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Thu., Apr. 26, 2018 12:00 PM PDT
San Diego mindful as ever of injury history
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INDIANAPOLIS – San Diego’s full complement of doctors and trainers are poking, prodding and non-stop investigating the bodies of the 327 prospects at the NFL Combine this week for hours each day.
It’s not a process born of epiphany – the Chargers always have delved into the injury history of potential draft picks. But this year there is a certain intensity of focus and understanding of significance that accompanies the task.
San Diego played 13 different offensive linemen in 2011 and 13 different linebackers in 2010. The team also employed five long snappers in 2010, and 17 different players caught a pass for San Diego in 2010 as well. The Chargers finished the last two seasons with a combined 22 players on Reserve-Injured.
Still, teams like Green Bay in 2010 overcame a large number of injuries, made the playoffs and advanced, with the Packers winning Super Bowl XLV.
“Maybe this year is a year we’re going to look at it a little closer, but that’s not to say we haven’t looked at it closely in the past, because we have,” director of college scouting John Spanos said. “It is very important. We’ll team up with our doctors and if there are any big concerns we’ll keep that in mind on guys. It’s something we’re going to look at closely.”
Chargers President Dean Spanos personally investigated the source of San Diego’s injuries the last two years and found most of them were point-of-impact collisions, like broken bones or concussions, or muscle-related issues with no predictive signs.
The team will continue to analyze and take into account predisposition to injuries as it prepares for this year’s draft.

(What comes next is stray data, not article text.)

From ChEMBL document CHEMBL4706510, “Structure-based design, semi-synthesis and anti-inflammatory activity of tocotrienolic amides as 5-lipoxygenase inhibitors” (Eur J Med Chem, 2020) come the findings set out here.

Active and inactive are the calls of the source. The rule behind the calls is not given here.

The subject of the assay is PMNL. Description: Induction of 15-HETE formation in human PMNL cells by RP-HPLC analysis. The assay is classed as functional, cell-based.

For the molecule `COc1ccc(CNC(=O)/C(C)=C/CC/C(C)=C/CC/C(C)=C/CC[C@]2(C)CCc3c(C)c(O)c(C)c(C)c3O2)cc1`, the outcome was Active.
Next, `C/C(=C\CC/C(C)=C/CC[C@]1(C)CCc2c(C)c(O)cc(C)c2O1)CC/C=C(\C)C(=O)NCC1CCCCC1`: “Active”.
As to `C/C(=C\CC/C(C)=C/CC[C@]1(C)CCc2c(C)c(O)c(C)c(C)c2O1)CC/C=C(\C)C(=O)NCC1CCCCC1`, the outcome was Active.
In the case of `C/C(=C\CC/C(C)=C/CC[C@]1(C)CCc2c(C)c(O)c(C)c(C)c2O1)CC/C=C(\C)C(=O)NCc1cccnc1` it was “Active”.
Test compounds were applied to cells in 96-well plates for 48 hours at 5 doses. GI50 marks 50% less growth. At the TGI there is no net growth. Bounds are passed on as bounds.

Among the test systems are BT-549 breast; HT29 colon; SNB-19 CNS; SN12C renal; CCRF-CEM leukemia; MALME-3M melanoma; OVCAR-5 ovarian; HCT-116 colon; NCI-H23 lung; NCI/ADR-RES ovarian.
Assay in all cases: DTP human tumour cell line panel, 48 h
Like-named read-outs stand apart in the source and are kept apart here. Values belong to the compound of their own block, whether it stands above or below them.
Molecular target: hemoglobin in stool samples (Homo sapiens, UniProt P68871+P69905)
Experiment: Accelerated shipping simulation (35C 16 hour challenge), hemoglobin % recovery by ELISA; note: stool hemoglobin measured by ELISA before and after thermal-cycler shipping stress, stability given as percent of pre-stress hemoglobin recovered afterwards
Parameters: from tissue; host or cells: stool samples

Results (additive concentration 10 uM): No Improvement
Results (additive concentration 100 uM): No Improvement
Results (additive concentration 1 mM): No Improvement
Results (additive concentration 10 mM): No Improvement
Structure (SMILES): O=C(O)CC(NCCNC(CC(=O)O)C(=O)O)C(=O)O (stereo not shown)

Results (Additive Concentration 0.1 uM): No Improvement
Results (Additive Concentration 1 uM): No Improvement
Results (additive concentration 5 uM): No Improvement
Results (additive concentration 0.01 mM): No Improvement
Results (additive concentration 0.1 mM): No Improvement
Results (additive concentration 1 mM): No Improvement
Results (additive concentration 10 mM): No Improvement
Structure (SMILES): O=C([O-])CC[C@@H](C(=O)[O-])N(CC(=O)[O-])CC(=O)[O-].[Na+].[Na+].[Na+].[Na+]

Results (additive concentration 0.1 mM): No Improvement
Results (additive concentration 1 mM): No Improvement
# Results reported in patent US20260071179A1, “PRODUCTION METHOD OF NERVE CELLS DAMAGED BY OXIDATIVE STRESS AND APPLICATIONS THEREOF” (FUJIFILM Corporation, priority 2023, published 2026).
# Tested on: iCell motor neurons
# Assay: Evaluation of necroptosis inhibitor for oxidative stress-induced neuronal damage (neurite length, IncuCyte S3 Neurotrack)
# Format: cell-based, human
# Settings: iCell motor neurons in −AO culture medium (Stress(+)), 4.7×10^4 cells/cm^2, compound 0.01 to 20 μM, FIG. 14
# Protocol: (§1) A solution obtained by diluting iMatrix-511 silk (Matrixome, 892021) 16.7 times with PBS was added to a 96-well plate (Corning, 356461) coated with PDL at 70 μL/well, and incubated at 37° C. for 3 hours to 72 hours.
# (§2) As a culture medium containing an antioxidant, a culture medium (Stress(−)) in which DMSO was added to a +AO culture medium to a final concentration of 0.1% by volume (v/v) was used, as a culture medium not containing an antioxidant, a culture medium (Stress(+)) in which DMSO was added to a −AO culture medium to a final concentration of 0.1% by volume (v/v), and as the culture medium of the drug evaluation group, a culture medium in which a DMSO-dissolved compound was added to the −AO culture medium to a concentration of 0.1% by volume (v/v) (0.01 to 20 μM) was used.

“I think we’ve done a terrific job in that regard. I think we have a terrific medical team of trainers and doctors,” General Manager A.J. Smith said. “You’ve got to be good, lucky and injury-free. I’ve said it forever. It’s a winning combination, and sometimes you can be unlucky over a period of time with some injuries that you cannot avoid.
“If someone was not hurt in college, for example, and has three foot operations in a period of three years, that’s going to be a problem, but it’s not his fault and it’s not our fault. Muscle pulls and hamstrings, we look at that. Is it a training regimen? Is it practice time?”
Each player at the Combine spends at least a few hours running through an array of tests, questions and evaluations in the most expanded version of your standard physical imaginable.
“They double-checked everything,” said Wisconsin center Peter Konz, who dislocated his ankle this year and missed portions of three seasons in college. “I was in an MRI machine for like six hours straight. My schedule’s a little different because everybody wants to make sure I’m doing fine.”
No matter how thorough teams are in the pre-draft process, it’s not all science. It’s impossible to be 100 percent correct. There are, however, some things that make health projections more reliable.
“Part of that is about the work habits of the player both in high school and more in particular in college,” Smith said. “When they become professional football players, are they going to work year-round and prepare to become the best football player they can be? That’s something I pay very close attention to as far as a pattern.
“If someone’s an outstanding football player, that’s a good start, but what kind of a worker is he? That can lead to all kinds of problems in preparing for an upcoming season. Remember this – the transition for a college player in that first year, some of those kids are playing a double football season.
“Later on we call it the rookie wall. Until their bodies and training habits adapt to the grueling schedule and physical games of the NFL, there’s an adjustment period, and we are willing to work with players during that adjustment period if they’re willing to pay the price and work very, very hard.” Read